Although we’re pretty sure that whatever pain Onyok felt was quickly doused by the  grand heroes’ welcome given to him-one that easily upstaged the ones held for past Olympians (sorry, kuya Roel)-and his reported multi-million cash reward (really sorry, kuya Roel). Not bad, indeed.



Marie Antoinette Rivero


Greatest moment: Two-time Olympian (2004 Athens, 2008 Beijing)

As a 16-year-old jin competing in her first Olympics, Marie Antoinette Rivero did well. The 2004 Athens Olympics marked the second time that taekwondo was included in the official roster of the Games and the Filipino team consisting of Rivero, Donald Geisler, and Tshomlee Go was regarded as the best the country has ever sent (Bea Lucero and Stephen Fernandez each won bronze medals at the 1992 Barcelona Olympics, but taekwondo was just a demonstration sport at the time).

Geisler and Go, however, got eliminated in the early rounds, leaving Rivero to salvage a decent showing. She more than did that with a dramatic win in the first round. She then ran over her quarterfinal foe, before giving a gutsy performance in the semifinal round only to lose a close fight to eventual silver medal winner Elisavet Mystakidou of Greece. A loss in the repechage match for the bronze medal ended Rivero’s Athens campaign. However, her fifth place finish stands as the country’s highest individual finish in taekwondo and the closest a Filipino has ever been to a medal since 1996.

The past few years for Rivero have been beset with injuries, which many scribes cite as reason for her early exit at the 2008 Beijing Olympics and her failure to qualify for the upcoming London Games.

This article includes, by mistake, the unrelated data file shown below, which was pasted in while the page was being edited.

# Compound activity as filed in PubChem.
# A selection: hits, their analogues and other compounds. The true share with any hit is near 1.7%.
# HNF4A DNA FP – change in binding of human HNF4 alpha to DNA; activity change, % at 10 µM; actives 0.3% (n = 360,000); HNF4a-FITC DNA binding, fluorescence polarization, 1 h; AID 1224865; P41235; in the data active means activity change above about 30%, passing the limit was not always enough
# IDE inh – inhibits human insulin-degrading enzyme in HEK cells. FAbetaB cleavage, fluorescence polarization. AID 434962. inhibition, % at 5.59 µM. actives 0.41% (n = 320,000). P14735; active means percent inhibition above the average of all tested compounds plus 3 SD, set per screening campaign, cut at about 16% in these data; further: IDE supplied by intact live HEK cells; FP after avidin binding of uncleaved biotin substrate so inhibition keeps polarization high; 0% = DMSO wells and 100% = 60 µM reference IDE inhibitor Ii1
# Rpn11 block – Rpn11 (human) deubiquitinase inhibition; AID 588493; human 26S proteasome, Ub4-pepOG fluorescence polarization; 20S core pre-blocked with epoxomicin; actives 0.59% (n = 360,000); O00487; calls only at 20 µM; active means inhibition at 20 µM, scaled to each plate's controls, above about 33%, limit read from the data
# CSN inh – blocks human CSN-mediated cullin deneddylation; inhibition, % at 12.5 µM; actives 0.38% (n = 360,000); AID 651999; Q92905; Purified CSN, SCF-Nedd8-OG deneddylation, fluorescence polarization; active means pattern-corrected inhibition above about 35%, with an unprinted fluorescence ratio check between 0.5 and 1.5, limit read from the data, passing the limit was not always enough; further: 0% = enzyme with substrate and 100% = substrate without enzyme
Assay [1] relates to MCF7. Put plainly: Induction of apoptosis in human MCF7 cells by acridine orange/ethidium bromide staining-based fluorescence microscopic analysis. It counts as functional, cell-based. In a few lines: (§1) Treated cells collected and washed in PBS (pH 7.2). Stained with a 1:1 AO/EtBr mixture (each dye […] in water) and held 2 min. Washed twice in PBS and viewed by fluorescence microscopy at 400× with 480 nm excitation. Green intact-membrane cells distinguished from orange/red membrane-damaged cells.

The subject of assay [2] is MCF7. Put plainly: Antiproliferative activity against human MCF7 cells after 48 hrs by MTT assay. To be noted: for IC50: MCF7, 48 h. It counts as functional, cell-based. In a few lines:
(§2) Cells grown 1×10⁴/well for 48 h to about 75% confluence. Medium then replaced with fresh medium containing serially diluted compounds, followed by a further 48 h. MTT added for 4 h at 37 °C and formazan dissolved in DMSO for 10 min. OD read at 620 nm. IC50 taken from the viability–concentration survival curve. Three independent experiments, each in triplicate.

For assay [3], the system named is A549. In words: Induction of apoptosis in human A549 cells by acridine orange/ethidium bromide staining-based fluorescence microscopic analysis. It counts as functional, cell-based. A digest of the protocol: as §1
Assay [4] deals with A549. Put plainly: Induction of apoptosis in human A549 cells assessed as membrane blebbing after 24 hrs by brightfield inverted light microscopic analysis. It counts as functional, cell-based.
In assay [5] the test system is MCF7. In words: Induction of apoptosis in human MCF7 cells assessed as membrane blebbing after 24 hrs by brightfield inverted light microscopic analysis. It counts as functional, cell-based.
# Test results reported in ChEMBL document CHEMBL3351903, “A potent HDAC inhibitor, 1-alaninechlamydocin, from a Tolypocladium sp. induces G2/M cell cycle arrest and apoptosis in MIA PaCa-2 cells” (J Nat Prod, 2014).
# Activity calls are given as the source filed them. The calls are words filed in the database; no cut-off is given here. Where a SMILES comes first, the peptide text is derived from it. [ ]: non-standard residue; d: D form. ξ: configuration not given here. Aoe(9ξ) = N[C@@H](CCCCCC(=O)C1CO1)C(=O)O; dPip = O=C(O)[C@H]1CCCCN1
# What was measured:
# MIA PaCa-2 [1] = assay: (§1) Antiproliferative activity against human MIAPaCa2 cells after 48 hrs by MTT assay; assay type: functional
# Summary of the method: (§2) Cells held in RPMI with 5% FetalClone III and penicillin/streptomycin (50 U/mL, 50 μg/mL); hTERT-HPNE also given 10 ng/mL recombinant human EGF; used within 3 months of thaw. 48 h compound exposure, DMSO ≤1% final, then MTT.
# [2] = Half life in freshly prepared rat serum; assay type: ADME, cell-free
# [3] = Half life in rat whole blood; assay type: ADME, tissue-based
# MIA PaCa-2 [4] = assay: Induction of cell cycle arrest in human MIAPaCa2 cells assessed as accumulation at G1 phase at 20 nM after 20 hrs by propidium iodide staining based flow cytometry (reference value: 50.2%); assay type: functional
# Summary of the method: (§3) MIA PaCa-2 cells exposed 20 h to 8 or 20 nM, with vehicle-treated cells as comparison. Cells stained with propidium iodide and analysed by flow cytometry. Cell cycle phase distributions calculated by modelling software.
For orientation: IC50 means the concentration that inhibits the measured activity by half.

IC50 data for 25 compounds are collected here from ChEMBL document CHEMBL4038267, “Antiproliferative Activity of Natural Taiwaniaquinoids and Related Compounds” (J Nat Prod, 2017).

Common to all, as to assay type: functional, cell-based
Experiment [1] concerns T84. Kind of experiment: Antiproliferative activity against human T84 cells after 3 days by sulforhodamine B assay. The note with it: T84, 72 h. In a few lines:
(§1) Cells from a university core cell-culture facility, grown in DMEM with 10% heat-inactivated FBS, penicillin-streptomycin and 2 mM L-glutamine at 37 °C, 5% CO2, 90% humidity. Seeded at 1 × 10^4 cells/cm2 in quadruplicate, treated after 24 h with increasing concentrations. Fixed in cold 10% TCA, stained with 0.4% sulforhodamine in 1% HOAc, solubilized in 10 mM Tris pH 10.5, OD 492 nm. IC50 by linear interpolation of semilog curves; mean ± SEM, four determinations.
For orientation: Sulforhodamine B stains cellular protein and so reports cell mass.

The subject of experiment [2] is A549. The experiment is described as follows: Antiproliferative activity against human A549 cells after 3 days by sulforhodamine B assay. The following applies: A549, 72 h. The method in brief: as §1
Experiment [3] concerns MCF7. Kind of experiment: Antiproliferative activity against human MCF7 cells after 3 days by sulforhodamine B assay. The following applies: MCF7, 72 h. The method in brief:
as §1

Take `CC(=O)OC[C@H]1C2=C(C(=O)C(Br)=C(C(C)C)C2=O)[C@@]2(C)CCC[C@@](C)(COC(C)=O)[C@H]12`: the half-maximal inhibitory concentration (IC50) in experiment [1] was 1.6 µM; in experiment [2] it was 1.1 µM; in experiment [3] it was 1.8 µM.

Photo from Human Nature


Akiko Thomson


Greatest moment: Three-time Olympian (1988 Seoul, 1992 Barcelona, and 1996 Atlanta)

Multiple Southeast Asian Games gold medal winner Akiko Thomson once recounted the curious case of her citizenship this way: "I don’t have Filipino blood, my father was American, my mother is Japanese. We moved to the Philippines when I was six months old. I was naturalized a Filipino for sporting reasons by a presidential decree. [But] I feel like I’m an adopted Filipino and although I have no [Filipino] blood, my heart is Filipino... I feel most Filipino..."

Proud of her we should be indeed, as she is one of the few Pinoys to compete in three straight Olympics. Thomson is also the youngest Filipina ever sent to the Olympics, being only 13 years and 346 days old when she competed for the 50m and 100m freestyle and 100m backstroke events at the 1988 Seoul Olympics. And although she didn’t bring home Olympic hardware-her best finish was 17th for the 200m backstroke at 1992 Barcelona-Thomson should be credited for willingly being the face of our country’s drive for Olympic excellence.


Photo from


Willy Wang


Greatest moment: Gold medalist for Wushu’s Men’s Nanquan and Nagun (demonstration sport) at 2008 Beijing Olympics

By now, it should be pretty obvious how our Olympic journey has so far been shaped: filled with near-misses, heartbreaks, but not without splendidly courageous performances. Wushu’s Willy Wang is the most recent embodiment of that predicament. Wushu, having originated in China, was included as a demonstration sport for the Beijing Olympics. Naturally, we sent our best to compete and, like Arianne Cerdena had done before, we won another demonstration sport gold. Wang won the men’s nanquan and nanggun combined event, easily becoming the lone bright spot in our forgettable 2008 Beijing Olympics roster.

The win added to Wang’s impressive medal collection, which also included gold medals in the 9th World Wushu Championships in 1997, the 7th Asian Wushu Championships in 2008, and the Southeast Asian Games in 2005 and 2007. Citing the need to focus on his family and business (and the uncertainty of when Wushu will finally be accepted as a formal Olympic event), Wang retired in 2009.

Share this story with your friends!

Help us make better!
Take the short survey

Read more stories about

Latest Stories

Load More Stories